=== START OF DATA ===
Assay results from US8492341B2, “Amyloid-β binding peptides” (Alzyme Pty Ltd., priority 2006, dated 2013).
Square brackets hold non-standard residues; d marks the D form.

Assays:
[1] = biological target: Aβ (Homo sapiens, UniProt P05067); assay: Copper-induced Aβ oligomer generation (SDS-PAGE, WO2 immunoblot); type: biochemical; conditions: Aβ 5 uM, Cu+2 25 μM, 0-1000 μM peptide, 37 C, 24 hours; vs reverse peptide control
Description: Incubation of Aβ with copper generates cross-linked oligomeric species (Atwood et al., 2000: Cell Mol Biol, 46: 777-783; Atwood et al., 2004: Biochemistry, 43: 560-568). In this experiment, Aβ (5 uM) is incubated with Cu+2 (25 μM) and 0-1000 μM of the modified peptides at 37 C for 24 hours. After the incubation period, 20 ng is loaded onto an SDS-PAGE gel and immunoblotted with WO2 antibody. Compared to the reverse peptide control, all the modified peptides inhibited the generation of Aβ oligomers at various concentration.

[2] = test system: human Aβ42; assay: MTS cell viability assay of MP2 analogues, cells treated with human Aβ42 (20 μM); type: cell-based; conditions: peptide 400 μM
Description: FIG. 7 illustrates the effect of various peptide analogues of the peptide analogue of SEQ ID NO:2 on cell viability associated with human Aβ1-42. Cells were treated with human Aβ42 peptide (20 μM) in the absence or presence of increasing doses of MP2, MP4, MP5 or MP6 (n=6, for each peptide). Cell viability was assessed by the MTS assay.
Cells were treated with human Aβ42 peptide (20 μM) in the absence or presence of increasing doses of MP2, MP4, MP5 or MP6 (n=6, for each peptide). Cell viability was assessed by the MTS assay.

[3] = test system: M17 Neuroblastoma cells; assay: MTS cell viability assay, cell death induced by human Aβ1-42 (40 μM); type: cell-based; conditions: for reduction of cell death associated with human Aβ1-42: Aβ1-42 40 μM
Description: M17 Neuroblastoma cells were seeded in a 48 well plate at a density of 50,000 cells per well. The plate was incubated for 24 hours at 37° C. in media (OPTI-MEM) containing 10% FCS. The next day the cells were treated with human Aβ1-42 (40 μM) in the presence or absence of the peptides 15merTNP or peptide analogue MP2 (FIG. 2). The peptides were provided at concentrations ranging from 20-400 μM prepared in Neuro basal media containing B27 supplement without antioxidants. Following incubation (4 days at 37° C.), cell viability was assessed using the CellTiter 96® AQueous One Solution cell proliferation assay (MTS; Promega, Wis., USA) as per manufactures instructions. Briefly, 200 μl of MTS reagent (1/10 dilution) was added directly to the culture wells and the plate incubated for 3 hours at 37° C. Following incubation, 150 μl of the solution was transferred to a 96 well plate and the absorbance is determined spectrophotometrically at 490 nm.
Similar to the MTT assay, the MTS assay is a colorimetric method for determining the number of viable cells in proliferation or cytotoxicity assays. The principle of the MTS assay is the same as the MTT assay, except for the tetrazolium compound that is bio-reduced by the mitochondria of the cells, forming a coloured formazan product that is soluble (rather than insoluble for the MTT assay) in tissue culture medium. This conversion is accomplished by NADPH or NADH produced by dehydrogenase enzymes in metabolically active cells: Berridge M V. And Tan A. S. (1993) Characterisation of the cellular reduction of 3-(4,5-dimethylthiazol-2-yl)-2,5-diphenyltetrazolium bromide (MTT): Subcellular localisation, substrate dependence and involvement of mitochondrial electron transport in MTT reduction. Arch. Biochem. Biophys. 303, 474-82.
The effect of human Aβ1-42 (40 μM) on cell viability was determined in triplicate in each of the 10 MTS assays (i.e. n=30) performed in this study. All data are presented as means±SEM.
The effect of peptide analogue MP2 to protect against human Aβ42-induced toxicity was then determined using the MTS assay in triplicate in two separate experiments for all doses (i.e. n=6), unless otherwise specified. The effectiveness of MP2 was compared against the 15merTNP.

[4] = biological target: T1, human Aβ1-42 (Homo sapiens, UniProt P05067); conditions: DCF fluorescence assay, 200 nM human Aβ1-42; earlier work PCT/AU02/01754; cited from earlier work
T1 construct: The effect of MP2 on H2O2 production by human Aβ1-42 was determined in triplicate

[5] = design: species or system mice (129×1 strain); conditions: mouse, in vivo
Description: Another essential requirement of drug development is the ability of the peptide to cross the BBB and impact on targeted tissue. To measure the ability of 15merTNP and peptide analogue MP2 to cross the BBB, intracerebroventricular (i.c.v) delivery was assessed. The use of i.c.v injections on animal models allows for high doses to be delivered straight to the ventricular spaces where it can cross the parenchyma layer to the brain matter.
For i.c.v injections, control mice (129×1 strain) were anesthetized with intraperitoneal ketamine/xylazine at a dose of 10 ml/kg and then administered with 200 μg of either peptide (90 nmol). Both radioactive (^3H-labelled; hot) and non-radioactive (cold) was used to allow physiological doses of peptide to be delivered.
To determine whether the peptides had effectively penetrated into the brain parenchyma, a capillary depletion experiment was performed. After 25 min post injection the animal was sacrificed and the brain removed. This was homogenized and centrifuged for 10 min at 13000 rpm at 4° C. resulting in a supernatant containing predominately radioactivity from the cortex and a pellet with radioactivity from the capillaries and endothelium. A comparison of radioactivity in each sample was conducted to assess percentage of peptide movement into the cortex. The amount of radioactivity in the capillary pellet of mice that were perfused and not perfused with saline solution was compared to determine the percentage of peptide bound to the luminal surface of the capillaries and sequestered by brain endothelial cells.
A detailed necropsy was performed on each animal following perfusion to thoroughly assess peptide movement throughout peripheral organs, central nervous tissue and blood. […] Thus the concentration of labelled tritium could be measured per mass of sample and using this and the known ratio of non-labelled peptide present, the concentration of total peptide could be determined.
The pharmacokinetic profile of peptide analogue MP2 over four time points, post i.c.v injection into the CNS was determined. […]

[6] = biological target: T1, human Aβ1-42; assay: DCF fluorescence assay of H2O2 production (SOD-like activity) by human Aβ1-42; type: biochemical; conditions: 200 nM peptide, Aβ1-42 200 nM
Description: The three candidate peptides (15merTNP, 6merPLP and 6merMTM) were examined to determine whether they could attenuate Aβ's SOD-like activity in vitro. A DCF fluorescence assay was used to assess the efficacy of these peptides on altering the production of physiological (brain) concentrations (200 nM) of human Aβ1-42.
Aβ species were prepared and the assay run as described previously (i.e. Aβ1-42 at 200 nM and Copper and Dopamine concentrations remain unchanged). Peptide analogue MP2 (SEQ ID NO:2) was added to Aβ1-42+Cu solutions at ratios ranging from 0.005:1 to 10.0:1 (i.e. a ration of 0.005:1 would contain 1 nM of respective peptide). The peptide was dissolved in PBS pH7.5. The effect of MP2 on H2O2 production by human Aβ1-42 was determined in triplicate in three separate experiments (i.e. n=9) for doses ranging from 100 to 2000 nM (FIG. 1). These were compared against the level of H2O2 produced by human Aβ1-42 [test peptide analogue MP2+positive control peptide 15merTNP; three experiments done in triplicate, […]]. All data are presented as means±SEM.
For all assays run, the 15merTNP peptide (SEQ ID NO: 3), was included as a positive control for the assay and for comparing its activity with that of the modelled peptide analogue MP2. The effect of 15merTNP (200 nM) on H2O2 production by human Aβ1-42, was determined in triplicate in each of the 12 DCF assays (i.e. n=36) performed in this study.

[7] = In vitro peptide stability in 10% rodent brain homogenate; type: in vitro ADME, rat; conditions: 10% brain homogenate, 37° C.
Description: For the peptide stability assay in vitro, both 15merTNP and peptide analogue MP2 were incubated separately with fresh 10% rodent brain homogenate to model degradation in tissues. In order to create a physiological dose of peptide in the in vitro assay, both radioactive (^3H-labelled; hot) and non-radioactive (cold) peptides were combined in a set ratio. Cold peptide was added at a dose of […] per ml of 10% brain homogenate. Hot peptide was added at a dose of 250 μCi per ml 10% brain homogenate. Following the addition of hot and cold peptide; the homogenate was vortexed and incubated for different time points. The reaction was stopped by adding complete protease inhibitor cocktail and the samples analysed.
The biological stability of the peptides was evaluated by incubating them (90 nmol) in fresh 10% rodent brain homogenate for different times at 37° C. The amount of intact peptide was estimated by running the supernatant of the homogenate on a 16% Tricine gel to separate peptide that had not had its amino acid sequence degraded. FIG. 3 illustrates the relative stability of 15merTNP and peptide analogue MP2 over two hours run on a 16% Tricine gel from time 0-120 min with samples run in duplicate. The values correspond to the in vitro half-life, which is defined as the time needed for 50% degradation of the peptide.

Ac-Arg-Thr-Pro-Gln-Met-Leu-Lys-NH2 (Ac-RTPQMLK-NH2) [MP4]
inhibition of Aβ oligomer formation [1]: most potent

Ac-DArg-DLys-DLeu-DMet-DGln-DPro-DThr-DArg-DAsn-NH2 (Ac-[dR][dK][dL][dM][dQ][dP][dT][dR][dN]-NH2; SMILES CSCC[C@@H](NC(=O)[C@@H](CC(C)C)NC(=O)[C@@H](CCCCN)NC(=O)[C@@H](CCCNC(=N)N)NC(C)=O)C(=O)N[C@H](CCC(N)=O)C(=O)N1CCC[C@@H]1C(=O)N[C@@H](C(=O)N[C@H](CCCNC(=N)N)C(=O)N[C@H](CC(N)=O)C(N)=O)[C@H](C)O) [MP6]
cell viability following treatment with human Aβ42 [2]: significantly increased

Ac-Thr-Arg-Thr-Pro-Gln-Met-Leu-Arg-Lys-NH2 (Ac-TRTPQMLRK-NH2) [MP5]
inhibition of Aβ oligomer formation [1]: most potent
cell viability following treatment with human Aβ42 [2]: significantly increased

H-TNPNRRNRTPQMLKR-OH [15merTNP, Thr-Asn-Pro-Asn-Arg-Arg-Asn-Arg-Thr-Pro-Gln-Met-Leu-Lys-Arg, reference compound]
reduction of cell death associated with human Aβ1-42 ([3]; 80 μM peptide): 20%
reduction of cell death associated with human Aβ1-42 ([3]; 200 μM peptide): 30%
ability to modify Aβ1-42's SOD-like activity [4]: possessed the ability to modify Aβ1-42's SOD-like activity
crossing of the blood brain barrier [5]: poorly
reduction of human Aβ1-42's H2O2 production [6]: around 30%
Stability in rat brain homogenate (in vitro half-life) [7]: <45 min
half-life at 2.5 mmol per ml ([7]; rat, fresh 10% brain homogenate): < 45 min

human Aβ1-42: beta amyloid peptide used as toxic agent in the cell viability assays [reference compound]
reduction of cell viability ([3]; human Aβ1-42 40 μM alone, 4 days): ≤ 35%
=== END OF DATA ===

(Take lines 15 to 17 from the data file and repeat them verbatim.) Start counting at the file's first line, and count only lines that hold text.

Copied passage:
T1 construct: The effect of MP2 on H2O2 production by human Aβ1-42 was determined in triplicate

[5] = design: species or system mice (129×1 strain); conditions: mouse, in vivo
Description: Another essential requirement of drug development is the ability of the peptide to cross the BBB and impact on targeted tissue. To measure the ability of 15merTNP and peptide analogue MP2 to cross the BBB, intracerebroventricular (i.c.v) delivery was assessed. The use of i.c.v injections on animal models allows for high doses to be delivered straight to the ventricular spaces where it can cross the parenchyma layer to the brain matter.